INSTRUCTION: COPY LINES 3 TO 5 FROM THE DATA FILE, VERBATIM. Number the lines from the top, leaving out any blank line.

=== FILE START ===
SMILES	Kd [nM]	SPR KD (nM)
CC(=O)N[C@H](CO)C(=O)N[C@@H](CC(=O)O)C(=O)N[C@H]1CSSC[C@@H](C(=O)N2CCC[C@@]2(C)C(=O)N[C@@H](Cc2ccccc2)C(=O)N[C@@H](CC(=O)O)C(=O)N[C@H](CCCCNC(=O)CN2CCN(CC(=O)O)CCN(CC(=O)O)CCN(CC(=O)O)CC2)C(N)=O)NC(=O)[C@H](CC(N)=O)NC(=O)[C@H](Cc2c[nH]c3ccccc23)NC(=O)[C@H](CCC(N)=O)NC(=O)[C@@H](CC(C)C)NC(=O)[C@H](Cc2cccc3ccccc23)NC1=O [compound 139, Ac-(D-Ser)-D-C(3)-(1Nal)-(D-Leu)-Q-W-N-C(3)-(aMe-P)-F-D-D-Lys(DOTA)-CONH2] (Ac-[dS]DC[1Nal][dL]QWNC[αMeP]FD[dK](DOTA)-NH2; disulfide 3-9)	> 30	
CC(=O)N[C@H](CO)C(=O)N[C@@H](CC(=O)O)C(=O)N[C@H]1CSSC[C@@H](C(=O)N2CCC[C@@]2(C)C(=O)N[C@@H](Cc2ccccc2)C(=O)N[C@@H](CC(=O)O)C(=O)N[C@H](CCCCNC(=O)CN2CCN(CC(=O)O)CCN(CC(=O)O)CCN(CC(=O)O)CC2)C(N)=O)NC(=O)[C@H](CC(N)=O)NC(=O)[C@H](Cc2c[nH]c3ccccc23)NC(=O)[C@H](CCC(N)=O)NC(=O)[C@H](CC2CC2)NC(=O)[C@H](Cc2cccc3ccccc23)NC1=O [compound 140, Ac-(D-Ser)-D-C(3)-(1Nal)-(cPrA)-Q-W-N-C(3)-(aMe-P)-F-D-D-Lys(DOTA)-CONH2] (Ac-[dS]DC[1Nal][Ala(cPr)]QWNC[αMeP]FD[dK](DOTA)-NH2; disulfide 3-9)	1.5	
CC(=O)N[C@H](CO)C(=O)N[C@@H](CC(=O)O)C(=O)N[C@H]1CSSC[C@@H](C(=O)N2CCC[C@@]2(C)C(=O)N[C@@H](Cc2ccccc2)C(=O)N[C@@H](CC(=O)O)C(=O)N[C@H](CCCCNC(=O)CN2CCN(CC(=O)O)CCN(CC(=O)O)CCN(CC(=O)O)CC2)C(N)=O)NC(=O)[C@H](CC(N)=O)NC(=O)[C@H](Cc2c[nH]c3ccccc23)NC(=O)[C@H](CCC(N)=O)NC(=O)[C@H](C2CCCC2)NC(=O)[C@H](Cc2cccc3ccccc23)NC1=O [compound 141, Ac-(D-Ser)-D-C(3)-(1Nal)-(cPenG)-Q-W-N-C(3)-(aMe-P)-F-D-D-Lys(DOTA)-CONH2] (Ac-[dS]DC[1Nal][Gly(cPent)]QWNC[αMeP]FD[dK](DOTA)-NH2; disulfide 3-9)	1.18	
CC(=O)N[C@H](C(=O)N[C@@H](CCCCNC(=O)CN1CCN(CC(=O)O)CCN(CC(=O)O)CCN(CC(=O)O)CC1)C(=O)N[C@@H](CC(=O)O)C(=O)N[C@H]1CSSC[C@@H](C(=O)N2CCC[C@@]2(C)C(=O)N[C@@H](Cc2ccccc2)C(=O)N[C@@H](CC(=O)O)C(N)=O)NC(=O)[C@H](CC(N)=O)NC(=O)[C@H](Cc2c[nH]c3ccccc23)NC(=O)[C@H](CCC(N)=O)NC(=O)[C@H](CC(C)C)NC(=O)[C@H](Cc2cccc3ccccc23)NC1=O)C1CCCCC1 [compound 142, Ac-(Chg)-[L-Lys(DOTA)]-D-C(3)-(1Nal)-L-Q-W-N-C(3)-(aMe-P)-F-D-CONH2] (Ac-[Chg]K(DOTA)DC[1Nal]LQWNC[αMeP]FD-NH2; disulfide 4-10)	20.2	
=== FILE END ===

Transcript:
CC(=O)N[C@H](CO)C(=O)N[C@@H](CC(=O)O)C(=O)N[C@H]1CSSC[C@@H](C(=O)N2CCC[C@@]2(C)C(=O)N[C@@H](Cc2ccccc2)C(=O)N[C@@H](CC(=O)O)C(=O)N[C@H](CCCCNC(=O)CN2CCN(CC(=O)O)CCN(CC(=O)O)CCN(CC(=O)O)CC2)C(N)=O)NC(=O)[C@H](CC(N)=O)NC(=O)[C@H](Cc2c[nH]c3ccccc23)NC(=O)[C@H](CCC(N)=O)NC(=O)[C@H](CC2CC2)NC(=O)[C@H](Cc2cccc3ccccc23)NC1=O [compound 140, Ac-(D-Ser)-D-C(3)-(1Nal)-(cPrA)-Q-W-N-C(3)-(aMe-P)-F-D-D-Lys(DOTA)-CONH2] (Ac-[dS]DC[1Nal][Ala(cPr)]QWNC[αMeP]FD[dK](DOTA)-NH2; disulfide 3-9)	1.5	
CC(=O)N[C@H](CO)C(=O)N[C@@H](CC(=O)O)C(=O)N[C@H]1CSSC[C@@H](C(=O)N2CCC[C@@]2(C)C(=O)N[C@@H](Cc2ccccc2)C(=O)N[C@@H](CC(=O)O)C(=O)N[C@H](CCCCNC(=O)CN2CCN(CC(=O)O)CCN(CC(=O)O)CCN(CC(=O)O)CC2)C(N)=O)NC(=O)[C@H](CC(N)=O)NC(=O)[C@H](Cc2c[nH]c3ccccc23)NC(=O)[C@H](CCC(N)=O)NC(=O)[C@H](C2CCCC2)NC(=O)[C@H](Cc2cccc3ccccc23)NC1=O [compound 141, Ac-(D-Ser)-D-C(3)-(1Nal)-(cPenG)-Q-W-N-C(3)-(aMe-P)-F-D-D-Lys(DOTA)-CONH2] (Ac-[dS]DC[1Nal][Gly(cPent)]QWNC[αMeP]FD[dK](DOTA)-NH2; disulfide 3-9)	1.18	
CC(=O)N[C@H](C(=O)N[C@@H](CCCCNC(=O)CN1CCN(CC(=O)O)CCN(CC(=O)O)CCN(CC(=O)O)CC1)C(=O)N[C@@H](CC(=O)O)C(=O)N[C@H]1CSSC[C@@H](C(=O)N2CCC[C@@]2(C)C(=O)N[C@@H](Cc2ccccc2)C(=O)N[C@@H](CC(=O)O)C(N)=O)NC(=O)[C@H](CC(N)=O)NC(=O)[C@H](Cc2c[nH]c3ccccc23)NC(=O)[C@H](CCC(N)=O)NC(=O)[C@H](CC(C)C)NC(=O)[C@H](Cc2cccc3ccccc23)NC1=O)C1CCCCC1 [compound 142, Ac-(Chg)-[L-Lys(DOTA)]-D-C(3)-(1Nal)-L-Q-W-N-C(3)-(aMe-P)-F-D-CONH2] (Ac-[Chg]K(DOTA)DC[1Nal]LQWNC[αMeP]FD-NH2; disulfide 4-10)	20.2	